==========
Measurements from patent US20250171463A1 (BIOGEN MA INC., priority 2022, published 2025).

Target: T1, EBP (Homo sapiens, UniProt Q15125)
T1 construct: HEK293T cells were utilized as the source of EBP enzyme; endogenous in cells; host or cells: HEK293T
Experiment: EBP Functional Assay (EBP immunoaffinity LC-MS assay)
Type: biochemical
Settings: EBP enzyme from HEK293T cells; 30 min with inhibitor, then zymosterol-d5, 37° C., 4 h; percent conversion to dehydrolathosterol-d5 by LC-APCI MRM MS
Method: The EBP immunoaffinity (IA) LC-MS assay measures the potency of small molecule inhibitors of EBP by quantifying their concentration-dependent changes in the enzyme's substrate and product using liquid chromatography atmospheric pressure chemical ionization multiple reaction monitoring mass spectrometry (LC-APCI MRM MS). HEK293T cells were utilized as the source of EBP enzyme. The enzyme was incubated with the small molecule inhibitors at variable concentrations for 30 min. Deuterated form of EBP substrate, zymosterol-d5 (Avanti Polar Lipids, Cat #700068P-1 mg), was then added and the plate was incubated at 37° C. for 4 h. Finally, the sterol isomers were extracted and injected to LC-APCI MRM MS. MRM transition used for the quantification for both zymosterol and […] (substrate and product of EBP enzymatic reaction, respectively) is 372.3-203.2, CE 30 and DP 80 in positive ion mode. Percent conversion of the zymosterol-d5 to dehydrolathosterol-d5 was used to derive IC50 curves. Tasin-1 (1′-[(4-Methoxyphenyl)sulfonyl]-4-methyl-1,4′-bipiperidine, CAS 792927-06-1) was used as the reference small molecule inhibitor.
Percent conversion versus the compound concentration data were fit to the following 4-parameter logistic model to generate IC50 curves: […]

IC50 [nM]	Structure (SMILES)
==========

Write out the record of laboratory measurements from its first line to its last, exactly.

Measurements from patent US20250171463A1 (BIOGEN MA INC., priority 2022, published 2025).

Target: T1, EBP (Homo sapiens, UniProt Q15125)
T1 construct: HEK293T cells were utilized as the source of EBP enzyme; endogenous in cells; host or cells: HEK293T
Experiment: EBP Functional Assay (EBP immunoaffinity LC-MS assay)
Type: biochemical
Settings: EBP enzyme from HEK293T cells; 30 min with inhibitor, then zymosterol-d5, 37° C., 4 h; percent conversion to dehydrolathosterol-d5 by LC-APCI MRM MS
Method: The EBP immunoaffinity (IA) LC-MS assay measures the potency of small molecule inhibitors of EBP by quantifying their concentration-dependent changes in the enzyme's substrate and product using liquid chromatography atmospheric pressure chemical ionization multiple reaction monitoring mass spectrometry (LC-APCI MRM MS). HEK293T cells were utilized as the source of EBP enzyme. The enzyme was incubated with the small molecule inhibitors at variable concentrations for 30 min. Deuterated form of EBP substrate, zymosterol-d5 (Avanti Polar Lipids, Cat #700068P-1 mg), was then added and the plate was incubated at 37° C. for 4 h. Finally, the sterol isomers were extracted and injected to LC-APCI MRM MS. MRM transition used for the quantification for both zymosterol and […] (substrate and product of EBP enzymatic reaction, respectively) is 372.3-203.2, CE 30 and DP 80 in positive ion mode. Percent conversion of the zymosterol-d5 to dehydrolathosterol-d5 was used to derive IC50 curves. Tasin-1 (1′-[(4-Methoxyphenyl)sulfonyl]-4-methyl-1,4′-bipiperidine, CAS 792927-06-1) was used as the reference small molecule inhibitor.
Percent conversion versus the compound concentration data were fit to the following 4-parameter logistic model to generate IC50 curves: […]

IC50 [nM]	Structure (SMILES)